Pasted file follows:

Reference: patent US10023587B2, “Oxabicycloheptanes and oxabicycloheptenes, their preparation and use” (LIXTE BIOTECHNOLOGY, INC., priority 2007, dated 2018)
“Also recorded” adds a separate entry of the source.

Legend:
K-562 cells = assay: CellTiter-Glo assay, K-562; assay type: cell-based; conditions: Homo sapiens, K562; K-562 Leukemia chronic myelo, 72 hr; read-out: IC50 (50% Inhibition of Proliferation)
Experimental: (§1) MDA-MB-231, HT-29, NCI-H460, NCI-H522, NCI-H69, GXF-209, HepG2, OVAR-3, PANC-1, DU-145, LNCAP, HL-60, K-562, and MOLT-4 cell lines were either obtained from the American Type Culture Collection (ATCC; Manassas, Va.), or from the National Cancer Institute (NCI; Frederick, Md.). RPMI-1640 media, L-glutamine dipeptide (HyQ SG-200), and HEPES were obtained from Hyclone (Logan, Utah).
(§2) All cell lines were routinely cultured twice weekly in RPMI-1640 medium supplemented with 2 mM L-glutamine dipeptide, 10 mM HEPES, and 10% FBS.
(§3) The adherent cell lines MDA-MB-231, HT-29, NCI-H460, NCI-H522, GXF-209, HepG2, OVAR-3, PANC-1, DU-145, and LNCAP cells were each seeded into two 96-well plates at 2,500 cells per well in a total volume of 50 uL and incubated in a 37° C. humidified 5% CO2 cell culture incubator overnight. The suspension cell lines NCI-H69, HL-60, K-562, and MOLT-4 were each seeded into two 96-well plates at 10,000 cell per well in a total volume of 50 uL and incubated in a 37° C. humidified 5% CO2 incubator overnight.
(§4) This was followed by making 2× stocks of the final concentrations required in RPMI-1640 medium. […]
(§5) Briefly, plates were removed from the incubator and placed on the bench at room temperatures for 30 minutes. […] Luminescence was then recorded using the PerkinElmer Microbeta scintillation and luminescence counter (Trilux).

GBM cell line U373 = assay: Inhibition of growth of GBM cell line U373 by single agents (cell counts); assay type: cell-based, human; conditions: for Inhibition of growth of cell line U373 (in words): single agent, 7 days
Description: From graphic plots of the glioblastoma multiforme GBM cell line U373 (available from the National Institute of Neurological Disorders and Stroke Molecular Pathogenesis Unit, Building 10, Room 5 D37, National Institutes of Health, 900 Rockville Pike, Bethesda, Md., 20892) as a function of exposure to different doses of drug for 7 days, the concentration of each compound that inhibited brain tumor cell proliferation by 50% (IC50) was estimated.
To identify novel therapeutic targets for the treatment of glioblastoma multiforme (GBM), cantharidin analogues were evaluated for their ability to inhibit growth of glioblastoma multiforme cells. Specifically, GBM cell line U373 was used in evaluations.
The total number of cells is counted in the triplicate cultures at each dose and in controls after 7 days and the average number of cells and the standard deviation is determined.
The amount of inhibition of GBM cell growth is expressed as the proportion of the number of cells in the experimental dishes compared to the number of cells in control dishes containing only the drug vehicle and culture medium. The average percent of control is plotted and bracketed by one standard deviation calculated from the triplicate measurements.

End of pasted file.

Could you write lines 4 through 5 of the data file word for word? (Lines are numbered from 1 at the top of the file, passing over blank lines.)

K-562 cells = assay: CellTiter-Glo assay, K-562; assay type: cell-based; conditions: Homo sapiens, K562; K-562 Leukemia chronic myelo, 72 hr; read-out: IC50 (50% Inhibition of Proliferation)
Experimental: (§1) MDA-MB-231, HT-29, NCI-H460, NCI-H522, NCI-H69, GXF-209, HepG2, OVAR-3, PANC-1, DU-145, LNCAP, HL-60, K-562, and MOLT-4 cell lines were either obtained from the American Type Culture Collection (ATCC; Manassas, Va.), or from the National Cancer Institute (NCI; Frederick, Md.). RPMI-1640 media, L-glutamine dipeptide (HyQ SG-200), and HEPES were obtained from Hyclone (Logan, Utah).